In vivo generation of OA and its morphological evaluation

Wistar/ST rats were deeply anesthetized with an intraperitoneal injection of pentobarbital sodium (10 mg/ml×0.1 ml). Under sterile conditions, the right knee was induced to osteoarthritis by resection of the menisco-tibial ligament to destabilize medial meniscus (DMM surgery). Verapamil (50 μM) in 50 μl PBS was intraarticularly injected into the right knee each week. The skin and joint capsule on the left knee was incised (sham side). At four and eight weeks postoperatively, rats were sacrificed and tissue around the knees was fixed overnight in 4% paraformaldehyde at 4 °C, dehydrated, and embedded in paraffin. The sagittal sections were stained with Safranin O and Fast-green. OA progressions were graded according to the modified Mankin histologic score on both tibial and femoral sides of articular cartilages [21], [22]. The modified Mankin score was a sum of the following seven parameters: articular cartilage structure, grades 0–11; tidemark duplication, grades 0–3; Safranin O staining, grades 0–8; fibro-cartilage, grades 0–2; chondrocyte clones in uncalcified cartilage, grades 0–2; hypertrophic chondrocytes in calcified cartilage, grades 0–2; and subchondral bone, grades 0–2. The grades of OA were estimated by two blinded observers and averaged.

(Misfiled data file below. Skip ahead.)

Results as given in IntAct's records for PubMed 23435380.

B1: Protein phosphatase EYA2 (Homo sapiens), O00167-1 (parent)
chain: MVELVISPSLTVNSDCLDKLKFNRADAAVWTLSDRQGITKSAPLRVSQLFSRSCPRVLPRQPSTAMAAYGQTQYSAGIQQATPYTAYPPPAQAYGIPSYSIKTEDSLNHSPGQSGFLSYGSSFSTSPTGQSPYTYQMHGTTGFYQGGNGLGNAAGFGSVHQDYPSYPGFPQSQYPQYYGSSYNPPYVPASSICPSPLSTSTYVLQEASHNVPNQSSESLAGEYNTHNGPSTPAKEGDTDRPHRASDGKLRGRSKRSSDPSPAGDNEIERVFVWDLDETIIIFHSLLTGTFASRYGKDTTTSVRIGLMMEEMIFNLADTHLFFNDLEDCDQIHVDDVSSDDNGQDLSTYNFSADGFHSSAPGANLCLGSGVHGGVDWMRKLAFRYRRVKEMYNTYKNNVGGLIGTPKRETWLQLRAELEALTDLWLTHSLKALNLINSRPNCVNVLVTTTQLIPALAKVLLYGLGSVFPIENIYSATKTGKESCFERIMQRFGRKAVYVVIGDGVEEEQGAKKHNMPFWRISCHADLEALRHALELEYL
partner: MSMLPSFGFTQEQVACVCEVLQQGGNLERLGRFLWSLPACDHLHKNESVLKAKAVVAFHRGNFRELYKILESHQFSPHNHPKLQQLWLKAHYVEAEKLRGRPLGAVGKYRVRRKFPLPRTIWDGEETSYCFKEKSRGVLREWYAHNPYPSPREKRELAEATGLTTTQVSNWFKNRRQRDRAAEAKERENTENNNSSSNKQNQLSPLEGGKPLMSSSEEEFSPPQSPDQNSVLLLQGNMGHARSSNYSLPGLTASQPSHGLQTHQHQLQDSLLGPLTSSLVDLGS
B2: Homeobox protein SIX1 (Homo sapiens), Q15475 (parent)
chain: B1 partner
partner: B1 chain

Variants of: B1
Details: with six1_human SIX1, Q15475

Screening of verapamil-activated signaling pathways that facilitate upregulation of FRZB